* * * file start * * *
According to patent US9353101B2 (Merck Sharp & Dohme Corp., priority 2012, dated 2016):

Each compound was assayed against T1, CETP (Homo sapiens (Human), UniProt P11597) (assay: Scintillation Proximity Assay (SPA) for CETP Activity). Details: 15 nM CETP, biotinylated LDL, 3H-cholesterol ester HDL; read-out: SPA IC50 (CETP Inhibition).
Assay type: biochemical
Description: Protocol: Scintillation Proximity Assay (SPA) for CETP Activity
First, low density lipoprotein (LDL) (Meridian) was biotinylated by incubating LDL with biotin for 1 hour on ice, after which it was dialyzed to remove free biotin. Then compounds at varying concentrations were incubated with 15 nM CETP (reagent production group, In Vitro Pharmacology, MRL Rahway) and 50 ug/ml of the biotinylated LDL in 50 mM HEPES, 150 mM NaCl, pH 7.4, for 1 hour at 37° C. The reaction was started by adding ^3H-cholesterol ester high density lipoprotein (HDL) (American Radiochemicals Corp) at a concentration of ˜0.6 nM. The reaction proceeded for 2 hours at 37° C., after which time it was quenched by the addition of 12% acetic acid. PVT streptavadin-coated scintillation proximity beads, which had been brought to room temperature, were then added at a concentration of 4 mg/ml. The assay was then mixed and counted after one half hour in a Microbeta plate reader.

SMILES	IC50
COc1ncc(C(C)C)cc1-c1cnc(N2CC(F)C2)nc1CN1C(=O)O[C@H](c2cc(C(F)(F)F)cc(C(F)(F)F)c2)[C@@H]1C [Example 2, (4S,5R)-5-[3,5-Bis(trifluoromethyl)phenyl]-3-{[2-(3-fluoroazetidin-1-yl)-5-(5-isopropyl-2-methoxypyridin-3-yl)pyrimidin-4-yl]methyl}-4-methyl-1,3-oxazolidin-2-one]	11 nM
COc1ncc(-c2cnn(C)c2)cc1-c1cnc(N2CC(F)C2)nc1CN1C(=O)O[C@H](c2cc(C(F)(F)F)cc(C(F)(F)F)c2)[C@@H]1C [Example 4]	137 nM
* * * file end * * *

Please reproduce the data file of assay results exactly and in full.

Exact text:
According to patent US9353101B2 (Merck Sharp & Dohme Corp., priority 2012, dated 2016):

Each compound was assayed against T1, CETP (Homo sapiens (Human), UniProt P11597) (assay: Scintillation Proximity Assay (SPA) for CETP Activity). Details: 15 nM CETP, biotinylated LDL, 3H-cholesterol ester HDL; read-out: SPA IC50 (CETP Inhibition).
Assay type: biochemical
Description: Protocol: Scintillation Proximity Assay (SPA) for CETP Activity
First, low density lipoprotein (LDL) (Meridian) was biotinylated by incubating LDL with biotin for 1 hour on ice, after which it was dialyzed to remove free biotin. Then compounds at varying concentrations were incubated with 15 nM CETP (reagent production group, In Vitro Pharmacology, MRL Rahway) and 50 ug/ml of the biotinylated LDL in 50 mM HEPES, 150 mM NaCl, pH 7.4, for 1 hour at 37° C. The reaction was started by adding ^3H-cholesterol ester high density lipoprotein (HDL) (American Radiochemicals Corp) at a concentration of ˜0.6 nM. The reaction proceeded for 2 hours at 37° C., after which time it was quenched by the addition of 12% acetic acid. PVT streptavadin-coated scintillation proximity beads, which had been brought to room temperature, were then added at a concentration of 4 mg/ml. The assay was then mixed and counted after one half hour in a Microbeta plate reader.

SMILES	IC50
COc1ncc(C(C)C)cc1-c1cnc(N2CC(F)C2)nc1CN1C(=O)O[C@H](c2cc(C(F)(F)F)cc(C(F)(F)F)c2)[C@@H]1C [Example 2, (4S,5R)-5-[3,5-Bis(trifluoromethyl)phenyl]-3-{[2-(3-fluoroazetidin-1-yl)-5-(5-isopropyl-2-methoxypyridin-3-yl)pyrimidin-4-yl]methyl}-4-methyl-1,3-oxazolidin-2-one]	11 nM
COc1ncc(-c2cnn(C)c2)cc1-c1cnc(N2CC(F)C2)nc1CN1C(=O)O[C@H](c2cc(C(F)(F)F)cc(C(F)(F)F)c2)[C@@H]1C [Example 4]	137 nM